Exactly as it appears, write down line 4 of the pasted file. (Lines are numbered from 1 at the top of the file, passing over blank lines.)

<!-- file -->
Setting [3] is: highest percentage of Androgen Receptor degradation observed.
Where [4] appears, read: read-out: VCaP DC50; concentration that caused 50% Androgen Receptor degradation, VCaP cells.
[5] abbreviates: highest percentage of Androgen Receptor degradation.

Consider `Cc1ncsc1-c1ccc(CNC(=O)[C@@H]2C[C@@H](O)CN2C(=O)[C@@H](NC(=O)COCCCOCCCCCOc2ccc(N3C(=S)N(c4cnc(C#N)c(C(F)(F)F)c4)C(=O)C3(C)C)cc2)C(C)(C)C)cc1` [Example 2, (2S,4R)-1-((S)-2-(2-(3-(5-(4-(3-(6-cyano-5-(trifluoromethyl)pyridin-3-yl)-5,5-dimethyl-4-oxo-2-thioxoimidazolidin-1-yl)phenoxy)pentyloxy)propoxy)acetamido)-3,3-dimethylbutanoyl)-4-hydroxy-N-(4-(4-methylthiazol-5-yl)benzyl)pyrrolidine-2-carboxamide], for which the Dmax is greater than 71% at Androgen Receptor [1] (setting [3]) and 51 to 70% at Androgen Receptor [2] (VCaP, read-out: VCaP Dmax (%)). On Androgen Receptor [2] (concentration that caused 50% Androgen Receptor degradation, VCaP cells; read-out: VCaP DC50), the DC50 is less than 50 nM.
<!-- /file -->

Consider `Cc1ncsc1-c1ccc(CNC(=O)[C@@H]2C[C@@H](O)CN2C(=O)[C@@H](NC(=O)COCCCOCCCCCOc2ccc(N3C(=S)N(c4cnc(C#N)c(C(F)(F)F)c4)C(=O)C3(C)C)cc2)C(C)(C)C)cc1` [Example 2, (2S,4R)-1-((S)-2-(2-(3-(5-(4-(3-(6-cyano-5-(trifluoromethyl)pyridin-3-yl)-5,5-dimethyl-4-oxo-2-thioxoimidazolidin-1-yl)phenoxy)pentyloxy)propoxy)acetamido)-3,3-dimethylbutanoyl)-4-hydroxy-N-(4-(4-methylthiazol-5-yl)benzyl)pyrrolidine-2-carboxamide], for which the Dmax is greater than 71% at Androgen Receptor [1] (setting [3]) and 51 to 70% at Androgen Receptor [2] (VCaP, read-out: VCaP Dmax (%)). On Androgen Receptor [2] (concentration that caused 50% Androgen Receptor degradation, VCaP cells; read-out: VCaP DC50), the DC50 is less than 50 nM.